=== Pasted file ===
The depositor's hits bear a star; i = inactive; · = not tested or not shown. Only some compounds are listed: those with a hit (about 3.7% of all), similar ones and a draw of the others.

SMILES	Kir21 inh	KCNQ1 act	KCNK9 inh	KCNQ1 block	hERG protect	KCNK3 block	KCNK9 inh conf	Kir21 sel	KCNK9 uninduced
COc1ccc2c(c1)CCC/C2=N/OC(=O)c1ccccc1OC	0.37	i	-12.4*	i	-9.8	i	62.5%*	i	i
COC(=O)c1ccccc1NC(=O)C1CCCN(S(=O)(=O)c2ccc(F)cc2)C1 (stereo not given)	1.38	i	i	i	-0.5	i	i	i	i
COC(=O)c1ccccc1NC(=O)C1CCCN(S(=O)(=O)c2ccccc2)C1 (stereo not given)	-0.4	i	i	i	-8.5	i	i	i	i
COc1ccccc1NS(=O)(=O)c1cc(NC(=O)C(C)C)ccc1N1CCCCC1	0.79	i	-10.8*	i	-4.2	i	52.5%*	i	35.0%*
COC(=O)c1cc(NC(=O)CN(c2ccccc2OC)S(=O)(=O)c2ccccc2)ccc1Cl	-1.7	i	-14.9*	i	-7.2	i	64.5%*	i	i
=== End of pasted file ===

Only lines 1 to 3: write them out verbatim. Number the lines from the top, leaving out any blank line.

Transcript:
The depositor's hits bear a star; i = inactive; · = not tested or not shown. Only some compounds are listed: those with a hit (about 3.7% of all), similar ones and a draw of the others.

SMILES	Kir21 inh	KCNQ1 act	KCNK9 inh	KCNQ1 block	hERG protect	KCNK3 block	KCNK9 inh conf	Kir21 sel	KCNK9 uninduced
COc1ccc2c(c1)CCC/C2=N/OC(=O)c1ccccc1OC	0.37	i	-12.4*	i	-9.8	i	62.5%*	i	i